(MADISON, WI.)– Foxconn Technology Group and its Chairman and Founder Terry Gou today announced plans to invest $100 million in engineering and innovation research at the University of Wisconsin–Madison, while also creating the framework for a science and technology institute that will collaborate closely with the company’s facilities in southeast Wisconsin.
The Foxconn investment will include funding to help establish a new interdisciplinary research facility for the College of Engineering on the UW–Madison campus.
Gou and other senior Foxconn executives visited campus Monday and with university officials signed several agreements designed to formalize and streamline their future working relationship.
Under the Foxconn UW–Madison Collaboration Declaration, the parties will establish the Foxconn Institute for Research in Science and Technology (FIRST), which will be a hub for technological innovation and provide an environment for research and development initiatives in medical science, materials science, computer and data-driven science, among other fields.
FIRST will have its main location at the Wisconn Valley Science & Technology Park near Racine and will also have an off-campus presence in Madison.
The agreements formalize UW’s commitment to being part of research efforts at FIRST and Foxconn’s commitment to activities such as research, recruiting, creating opportunities for internships and hands-on work in campus labs. In addition, the planned Engineering building will enhance the college’s capabilities and allow it to be an active partner in research of mutual interest with FIRST.
“At Foxconn, we see our role as not only being a major investor in Wisconsin, but also a long-term partner to the local community. This includes promoting a vibrant environment that nurtures and enables Wisconsin’s talented workforce, allowing them to tap the immense opportunities that Wisconn Valley has to offer,” said Gou, founder and CEO of Foxconn Technology Group.
“The Foxconn Institute for Research in Science and Technology will provide funding on practical topics and capabilities in core areas that will become increasingly invaluable to the advanced technology hub, along with the artificial intelligence, 8K resolution and 5G wireless technology ecosystem that we are building in Wisconsin.”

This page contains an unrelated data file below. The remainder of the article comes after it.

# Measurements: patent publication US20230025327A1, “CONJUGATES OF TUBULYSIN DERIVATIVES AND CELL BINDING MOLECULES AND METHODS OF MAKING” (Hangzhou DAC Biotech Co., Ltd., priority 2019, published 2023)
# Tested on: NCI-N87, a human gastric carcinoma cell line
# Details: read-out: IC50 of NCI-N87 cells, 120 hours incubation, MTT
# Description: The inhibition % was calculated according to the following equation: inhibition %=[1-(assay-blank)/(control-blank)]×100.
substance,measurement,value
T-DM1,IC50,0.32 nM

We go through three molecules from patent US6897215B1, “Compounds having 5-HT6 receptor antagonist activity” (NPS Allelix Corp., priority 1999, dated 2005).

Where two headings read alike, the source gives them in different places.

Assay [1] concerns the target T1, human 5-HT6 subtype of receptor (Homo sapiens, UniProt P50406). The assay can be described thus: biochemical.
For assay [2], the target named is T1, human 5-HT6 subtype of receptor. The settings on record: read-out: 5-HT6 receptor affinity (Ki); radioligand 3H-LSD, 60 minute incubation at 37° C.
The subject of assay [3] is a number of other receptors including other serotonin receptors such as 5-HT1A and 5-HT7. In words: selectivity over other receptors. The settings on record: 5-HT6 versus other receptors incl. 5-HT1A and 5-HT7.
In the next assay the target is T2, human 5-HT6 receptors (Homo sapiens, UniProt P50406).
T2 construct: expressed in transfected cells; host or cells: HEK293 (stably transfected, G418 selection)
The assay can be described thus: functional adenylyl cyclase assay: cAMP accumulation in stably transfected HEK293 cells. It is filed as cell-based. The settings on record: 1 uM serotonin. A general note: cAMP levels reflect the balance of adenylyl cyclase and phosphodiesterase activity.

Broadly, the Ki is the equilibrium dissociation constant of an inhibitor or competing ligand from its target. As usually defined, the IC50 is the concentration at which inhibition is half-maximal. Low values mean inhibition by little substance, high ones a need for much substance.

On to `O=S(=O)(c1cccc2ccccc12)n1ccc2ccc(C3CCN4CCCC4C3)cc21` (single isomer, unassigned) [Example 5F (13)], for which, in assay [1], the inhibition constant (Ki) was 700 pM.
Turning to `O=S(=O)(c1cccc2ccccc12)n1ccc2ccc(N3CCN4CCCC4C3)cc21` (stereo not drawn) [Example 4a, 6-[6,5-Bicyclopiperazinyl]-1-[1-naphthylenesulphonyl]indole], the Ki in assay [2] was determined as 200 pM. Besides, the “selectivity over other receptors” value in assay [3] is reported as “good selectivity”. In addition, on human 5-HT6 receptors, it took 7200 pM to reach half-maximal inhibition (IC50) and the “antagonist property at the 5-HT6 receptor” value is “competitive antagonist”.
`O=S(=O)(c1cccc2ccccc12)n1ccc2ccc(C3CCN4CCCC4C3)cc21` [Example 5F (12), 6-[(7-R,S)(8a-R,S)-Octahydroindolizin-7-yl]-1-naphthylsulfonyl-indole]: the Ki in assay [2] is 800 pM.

The multi-faceted, interdisciplinary partnership to help develop the state’s research and engineering talent is both the largest industry research partnership and one of the largest gifts in the history of the university, said Chancellor Rebecca Blank.
With Foxconn’s lead gift of $100 million, UW–Madison plans to raise an additional $100 million as part of a $200 million fundraising subcampaign in the final two years of the $3.2 billion All Ways Forward campaign. The initiative will focus on supporting research that advances engineering, data and computer science and human health.
The bulk of the Foxconn gift will go toward a new interdisciplinary facility for the College of Engineering to replace 1410 Engineering Drive, complete details of which will be announced at a future date.
Blank emphasized her appreciation to Foxconn and Gou for their generosity to the university.
“UW–Madison and Foxconn share a commitment to pushing the boundaries of knowledge through interdisciplinary research and we are deeply grateful for Chairman Gou’s support and partnership,” she said. “The partnership combines the strengths of two global leaders – one of the world’s top high tech manufacturing companies and one of the world’s top universities.
“Our collaboration will bring together some of the world’s leading scientists, physicians, and engineers to drive advances in technology and science while fostering the talent pipeline that will help build Wisconsin’s future.”
The partnership aligns with Foxconn’s continued efforts to identify linkages between academia and industry to drive technological advancement and to establish a talent pipeline to meet the opportunities presented by the Wisconn Valley Science and Technology, which is expected to create 13,000 high-value jobs in the state.
Areas of potential study could include Advanced Technology on Panel (AToP), biochips, semiconductors, application-specific integrated circuits (ASIC), smart building, smart infrastructure and smart city development, high performance computing, high-speed communications networks, cloud server storage, sensors, robotics, and IT systems.
There will also be a focus on advancing research on human health in areas such as genomics, immune cell research, clinical data integrity and processing and medical imaging in cancer and related diseases. The two parties will also work together to identify and develop initiatives to promote technological advancement, education and scientific outreach.